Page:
Ya gotta have a little ‘tude

This week’s report on how the Mars Express flight control team is planning to deal with Comet Siding Spring is all about attitude – Ed.

We have now finalised our choice for spacecraft attitude through the comet encounter. As we’re sure many of you have also worked out, our chosen attitude is with the High Gain Antenna (HGA) facing the comet.

Mars Express in orbit around Mars. Credit: ESA/AOES Medialab

Mars Express – spacecraft directions

This was identified early on as a likely attitude as there are no internal components mounted directly on the front wall, plus the HGA should act as an improvised Whipple shield.

 

 

I’m in control, my worries are few
‘Cause I’ve got love like I never knew
Ooo, ooo, ooo, ooo, ooo
I got a new attitude

– Patti Labelle, ‘New Attitude’

It is not perfect, however, as there are still several components in the ‘firing line’ of cometary dust particles. All antennas will be facing the incoming dust particles, but one or two holes in the parabolic reflector dish of the HGA shouldn’t prevent it from functioning. The ASPERA instrument is also exposed, as is the forward Sun Acquisition Sensor (SAS) and two of the thruster pairs.

This diagram shows the major components in the spacecraft body. Credit: ESA

This diagram shows the major components in the spacecraft body. Credit: ESA

As the angle between the comet and the Sun will be around 89°, we also had to decide which of the faces (i.e sides of the spacecraft) should point towards the Sun.

As the solar panels are mounted on the left and right sides, if they were pointed at the Sun only the array on the side facing the Sun would be illuminated – and only on its end, so Mars Express would not be able to rely on solar power. The batteries are not able to support this configuration sufficiently long (up to 10 hours).

Pointing the top surface – where the instruments are located  – toward the Sun is generally not a good idea, but pointing the base – where the thrusters are – toward the Sun does not cause any problem (see our diagramme of MEX sides here  – Ed.).

Actually, this would provide some extra heat to the spacecraft fuel tanks and lines so we can save some power by not needing to use the on-board heaters as often. This angle also works out well for our solar arrays. They can still be facing the Sun (for full power) and yet lie edge-on to the expected particle ‘flux’ (stream of incoming particles), therby presenting the smallest target.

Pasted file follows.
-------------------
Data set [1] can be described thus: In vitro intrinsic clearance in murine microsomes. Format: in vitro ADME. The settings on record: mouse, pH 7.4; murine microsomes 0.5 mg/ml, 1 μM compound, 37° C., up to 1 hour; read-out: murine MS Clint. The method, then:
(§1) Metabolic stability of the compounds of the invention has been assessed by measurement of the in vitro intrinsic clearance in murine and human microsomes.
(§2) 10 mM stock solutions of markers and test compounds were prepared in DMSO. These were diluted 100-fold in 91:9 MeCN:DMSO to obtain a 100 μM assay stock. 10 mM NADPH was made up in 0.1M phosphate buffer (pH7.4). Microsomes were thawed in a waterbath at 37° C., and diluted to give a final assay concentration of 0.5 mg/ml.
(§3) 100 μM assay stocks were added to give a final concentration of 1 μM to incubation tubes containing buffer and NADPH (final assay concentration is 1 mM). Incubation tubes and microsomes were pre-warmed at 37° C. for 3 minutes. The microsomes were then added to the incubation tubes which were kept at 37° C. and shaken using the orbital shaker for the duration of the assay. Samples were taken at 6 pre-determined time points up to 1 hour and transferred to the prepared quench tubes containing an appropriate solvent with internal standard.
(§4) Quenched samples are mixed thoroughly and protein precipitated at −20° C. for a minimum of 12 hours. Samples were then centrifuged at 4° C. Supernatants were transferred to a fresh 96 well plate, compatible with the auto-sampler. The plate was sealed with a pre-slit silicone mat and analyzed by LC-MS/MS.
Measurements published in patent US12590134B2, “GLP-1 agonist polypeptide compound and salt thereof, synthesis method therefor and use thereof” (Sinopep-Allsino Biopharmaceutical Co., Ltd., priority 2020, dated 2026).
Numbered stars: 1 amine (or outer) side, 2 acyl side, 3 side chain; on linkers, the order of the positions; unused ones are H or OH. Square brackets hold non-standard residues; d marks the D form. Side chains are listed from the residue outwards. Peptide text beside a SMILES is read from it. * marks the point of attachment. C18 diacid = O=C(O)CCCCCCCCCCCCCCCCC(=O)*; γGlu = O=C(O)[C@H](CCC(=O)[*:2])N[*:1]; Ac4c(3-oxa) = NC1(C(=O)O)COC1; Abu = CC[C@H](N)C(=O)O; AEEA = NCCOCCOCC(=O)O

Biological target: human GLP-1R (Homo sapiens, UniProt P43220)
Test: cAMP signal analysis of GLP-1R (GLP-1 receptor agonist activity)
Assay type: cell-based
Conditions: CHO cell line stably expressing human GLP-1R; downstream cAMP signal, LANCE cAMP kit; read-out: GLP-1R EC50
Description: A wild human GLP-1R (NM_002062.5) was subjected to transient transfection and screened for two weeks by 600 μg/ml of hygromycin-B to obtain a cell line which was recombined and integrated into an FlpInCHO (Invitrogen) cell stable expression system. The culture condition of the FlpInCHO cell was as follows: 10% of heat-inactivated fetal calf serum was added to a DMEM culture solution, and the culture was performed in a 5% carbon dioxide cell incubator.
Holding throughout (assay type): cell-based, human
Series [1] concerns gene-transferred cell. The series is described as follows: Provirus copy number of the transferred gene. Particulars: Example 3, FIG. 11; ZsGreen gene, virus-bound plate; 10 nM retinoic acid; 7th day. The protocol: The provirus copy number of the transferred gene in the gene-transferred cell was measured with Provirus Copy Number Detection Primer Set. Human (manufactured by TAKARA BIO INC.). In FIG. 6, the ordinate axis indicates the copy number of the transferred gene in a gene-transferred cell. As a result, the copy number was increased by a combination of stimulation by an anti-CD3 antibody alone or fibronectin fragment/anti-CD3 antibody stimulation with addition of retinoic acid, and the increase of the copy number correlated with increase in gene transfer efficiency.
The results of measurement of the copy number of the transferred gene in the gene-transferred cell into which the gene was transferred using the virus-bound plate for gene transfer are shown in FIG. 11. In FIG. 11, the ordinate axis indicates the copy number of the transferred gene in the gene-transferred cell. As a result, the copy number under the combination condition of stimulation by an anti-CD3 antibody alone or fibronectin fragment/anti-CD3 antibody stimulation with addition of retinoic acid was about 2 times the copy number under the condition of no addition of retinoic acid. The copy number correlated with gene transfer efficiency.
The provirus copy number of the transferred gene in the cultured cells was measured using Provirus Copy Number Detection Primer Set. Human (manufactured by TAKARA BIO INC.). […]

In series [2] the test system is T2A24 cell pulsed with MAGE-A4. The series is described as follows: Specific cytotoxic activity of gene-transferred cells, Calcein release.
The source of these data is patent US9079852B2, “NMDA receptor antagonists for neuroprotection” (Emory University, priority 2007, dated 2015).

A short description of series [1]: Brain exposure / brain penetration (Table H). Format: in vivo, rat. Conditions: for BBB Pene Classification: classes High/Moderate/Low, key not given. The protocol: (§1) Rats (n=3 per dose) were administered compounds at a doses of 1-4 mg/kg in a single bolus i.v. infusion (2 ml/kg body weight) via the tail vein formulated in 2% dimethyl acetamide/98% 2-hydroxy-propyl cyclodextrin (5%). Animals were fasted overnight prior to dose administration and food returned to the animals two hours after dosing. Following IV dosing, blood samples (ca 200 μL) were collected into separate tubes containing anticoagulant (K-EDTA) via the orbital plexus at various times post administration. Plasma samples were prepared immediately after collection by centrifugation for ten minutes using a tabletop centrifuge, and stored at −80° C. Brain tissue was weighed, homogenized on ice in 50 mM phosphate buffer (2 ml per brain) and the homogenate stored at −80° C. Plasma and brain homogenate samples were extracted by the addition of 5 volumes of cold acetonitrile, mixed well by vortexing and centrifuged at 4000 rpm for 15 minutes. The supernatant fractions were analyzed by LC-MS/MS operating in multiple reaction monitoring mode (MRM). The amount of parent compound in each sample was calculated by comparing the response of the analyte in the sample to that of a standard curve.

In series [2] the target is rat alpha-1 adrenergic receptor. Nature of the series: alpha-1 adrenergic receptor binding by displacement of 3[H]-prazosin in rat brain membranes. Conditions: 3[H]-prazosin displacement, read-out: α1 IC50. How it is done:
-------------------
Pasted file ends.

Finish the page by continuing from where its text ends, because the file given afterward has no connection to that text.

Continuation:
Mars Express with the solar arrays edge on - as they are only 20mm thick they had to be drawn larger to even be visible in this picture

Mars Express with the solar arrays edge on – as they are only 20mm thick they had to be drawn larger to even be visible in this picture

Mars Express with the solar arrays face on - the change in area is dramatic"

Mars Express with the solar arrays face on – the change in area is dramatic

 

So now that we have chosen our attitude, we now have to ensure that we stay so oriented!

Our current modelling shows that it is unlikely that an impact from the types of particles we expect could disturb the spacecraft’s attitude. Even if it did, the on-board systems should be able to compensate. What we are more concerned about is if an impact were to cause a component to fail or behave strangely. This could then cause the on-board systems to think that the spacecraft is at risk and trigger a ‘safe mode’.

Safe mode can be considered a spacecraft’s survival instinct; it’s a mode that MEX enters automatically if it detects a condition or event that indicates loss of control or damage to the spacecraft. Usually the trigger is a system failure or detection of operating conditions considered dangerously out of the normal ranges. All non-essential systems are shut down and those that are vital will switch to their backup way of functioning; this is to try and isolate any suspected problem and prevent it from causing damage.

When a safe mode is triggered, the spacecraft automatically uses its SAS to point the front of the spacecraft and the solar arrays towards the Sun (ensuring that MEX has power). Next, the active Star Tracker (STR) makes a scan to determine in which attitude the spacecraft has ended up. With this knowledge the spacecraft consults an internally stored table containing the position in the sky of the Earth at that moment to determine in which direction the HGA needs to be pointed to re-establish communications. The spacecraft body is then rotated to point the HGA in that direction while simultaneously keeping the arrays facing the Sun.

The craft then starts sending a signal to Earth and waiting for a reply.

There are two transmitter types on MEX: X-Band and S-Band (we’ll explore why in a later post), but in safe mode, the spacecraft uses the lower bandwidth (and less complex) S-Band system at its lowest transmission rate, which results in a painfully slow communication rate of 9 bits per second (in comparison: in X-Band the maximum rate is 228 thousand bits per second!)

Furthermore, in entering safe mode, a small amount of fuel is consumed and the communications are a bit annoying (until we can restore the faster X-Band) but safe mode is by definition ‘safe.’

So, two questions (you may have to go back a few posts for clues):

  • What do you think the problem would be if this were to happen on 19 October?
  • What are the weak points on the front of Mars Express?

(Click below on ‘Page 2’ for answers – Ed.)